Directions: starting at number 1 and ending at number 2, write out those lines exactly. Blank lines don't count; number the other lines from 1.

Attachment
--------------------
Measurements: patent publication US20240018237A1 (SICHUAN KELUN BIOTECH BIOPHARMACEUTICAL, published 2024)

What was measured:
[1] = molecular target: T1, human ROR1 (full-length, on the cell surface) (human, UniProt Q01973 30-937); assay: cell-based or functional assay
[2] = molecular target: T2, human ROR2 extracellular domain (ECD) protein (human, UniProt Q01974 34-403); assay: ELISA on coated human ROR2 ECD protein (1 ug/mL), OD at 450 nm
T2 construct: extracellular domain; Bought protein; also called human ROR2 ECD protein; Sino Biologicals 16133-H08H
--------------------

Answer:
Measurements: patent publication US20240018237A1 (SICHUAN KELUN BIOTECH BIOPHARMACEUTICAL, published 2024)

What was measured: